Both sentences are a little odd, but they are not actually ungrammatical. They can, however, have different meanings.
First of all, I'll assume that a lounge at first means a lounge at the room's entrance.
(1) The room was such so that there was a lounge at first.
🠆 The room was designed as it was in order to put a lounge at its entrance.
In other words, the room was created as it was because a lounge was desired at its entrance. A lounge being at its entrance was a key factor in its design. Other designs, that wouldn't have put a lounge at its entrance, might have been rejected.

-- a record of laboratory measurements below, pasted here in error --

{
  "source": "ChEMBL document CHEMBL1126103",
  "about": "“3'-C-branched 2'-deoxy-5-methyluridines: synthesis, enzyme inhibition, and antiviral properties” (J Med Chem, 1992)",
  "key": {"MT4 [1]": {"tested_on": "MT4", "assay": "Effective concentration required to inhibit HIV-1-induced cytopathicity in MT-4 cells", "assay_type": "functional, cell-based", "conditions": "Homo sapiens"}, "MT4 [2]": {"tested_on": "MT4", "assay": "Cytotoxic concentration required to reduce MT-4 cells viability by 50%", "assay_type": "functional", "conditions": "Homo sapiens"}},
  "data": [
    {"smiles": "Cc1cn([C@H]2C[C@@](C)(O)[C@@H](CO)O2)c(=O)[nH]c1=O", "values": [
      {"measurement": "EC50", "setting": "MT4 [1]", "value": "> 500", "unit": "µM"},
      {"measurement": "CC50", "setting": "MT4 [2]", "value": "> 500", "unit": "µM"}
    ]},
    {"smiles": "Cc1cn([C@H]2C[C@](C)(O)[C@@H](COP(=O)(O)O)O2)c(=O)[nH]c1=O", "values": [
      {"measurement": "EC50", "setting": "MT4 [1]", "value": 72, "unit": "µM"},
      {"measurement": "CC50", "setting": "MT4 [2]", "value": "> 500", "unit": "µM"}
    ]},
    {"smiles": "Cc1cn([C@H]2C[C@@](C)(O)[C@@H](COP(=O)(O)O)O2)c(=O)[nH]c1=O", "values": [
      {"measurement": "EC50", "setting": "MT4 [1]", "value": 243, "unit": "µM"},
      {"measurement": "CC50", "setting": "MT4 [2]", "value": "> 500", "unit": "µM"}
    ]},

(2) The room was such that there was a lounge at first.
🠆 The layout of the room happened to result in a lounge being at its entrance.
In other words, the room was created in such a way that a lounge happened to be at its entrance. Whether or not a lounge being there was originally intended is unknown.
So, the use of was such so that here can imply intent, while just was such that simply states a fact.